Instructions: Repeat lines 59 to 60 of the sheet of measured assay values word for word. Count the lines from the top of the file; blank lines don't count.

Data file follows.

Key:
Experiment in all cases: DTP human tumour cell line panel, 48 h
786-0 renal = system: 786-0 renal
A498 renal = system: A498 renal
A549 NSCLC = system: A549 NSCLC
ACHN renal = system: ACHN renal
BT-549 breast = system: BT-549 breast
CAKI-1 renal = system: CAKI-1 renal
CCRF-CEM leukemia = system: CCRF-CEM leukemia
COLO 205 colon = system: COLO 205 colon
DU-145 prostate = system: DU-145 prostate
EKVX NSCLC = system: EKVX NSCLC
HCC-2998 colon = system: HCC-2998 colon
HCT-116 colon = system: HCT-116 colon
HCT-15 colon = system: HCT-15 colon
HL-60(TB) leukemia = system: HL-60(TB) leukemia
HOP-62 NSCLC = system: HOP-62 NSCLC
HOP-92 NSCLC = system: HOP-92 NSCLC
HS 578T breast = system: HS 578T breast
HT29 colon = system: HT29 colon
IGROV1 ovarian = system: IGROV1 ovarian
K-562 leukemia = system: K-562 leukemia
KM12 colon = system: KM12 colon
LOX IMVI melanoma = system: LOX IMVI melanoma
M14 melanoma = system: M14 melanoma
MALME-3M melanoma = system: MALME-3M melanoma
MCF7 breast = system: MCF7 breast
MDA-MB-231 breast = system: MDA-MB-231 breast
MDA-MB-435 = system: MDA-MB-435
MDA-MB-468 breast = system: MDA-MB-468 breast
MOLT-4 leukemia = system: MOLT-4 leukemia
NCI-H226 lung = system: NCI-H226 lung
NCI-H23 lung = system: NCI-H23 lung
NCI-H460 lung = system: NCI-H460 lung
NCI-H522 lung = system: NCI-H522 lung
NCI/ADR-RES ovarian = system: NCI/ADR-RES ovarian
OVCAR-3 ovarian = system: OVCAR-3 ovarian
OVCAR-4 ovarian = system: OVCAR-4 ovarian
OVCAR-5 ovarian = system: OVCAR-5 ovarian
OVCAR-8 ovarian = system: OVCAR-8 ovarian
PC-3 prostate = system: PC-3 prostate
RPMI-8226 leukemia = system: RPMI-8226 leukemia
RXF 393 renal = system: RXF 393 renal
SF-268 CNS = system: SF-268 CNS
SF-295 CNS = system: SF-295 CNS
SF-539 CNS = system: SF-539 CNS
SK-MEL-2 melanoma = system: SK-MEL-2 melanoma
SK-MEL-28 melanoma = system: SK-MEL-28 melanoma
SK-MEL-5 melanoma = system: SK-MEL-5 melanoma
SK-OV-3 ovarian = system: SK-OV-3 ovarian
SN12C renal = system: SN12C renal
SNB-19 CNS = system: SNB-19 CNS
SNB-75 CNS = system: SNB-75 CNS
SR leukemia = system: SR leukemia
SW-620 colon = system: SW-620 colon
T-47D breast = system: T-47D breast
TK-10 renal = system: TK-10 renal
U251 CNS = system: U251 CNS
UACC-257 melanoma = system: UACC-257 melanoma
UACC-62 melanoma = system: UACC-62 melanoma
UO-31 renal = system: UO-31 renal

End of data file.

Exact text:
UACC-257 melanoma = system: UACC-257 melanoma
UACC-62 melanoma = system: UACC-62 melanoma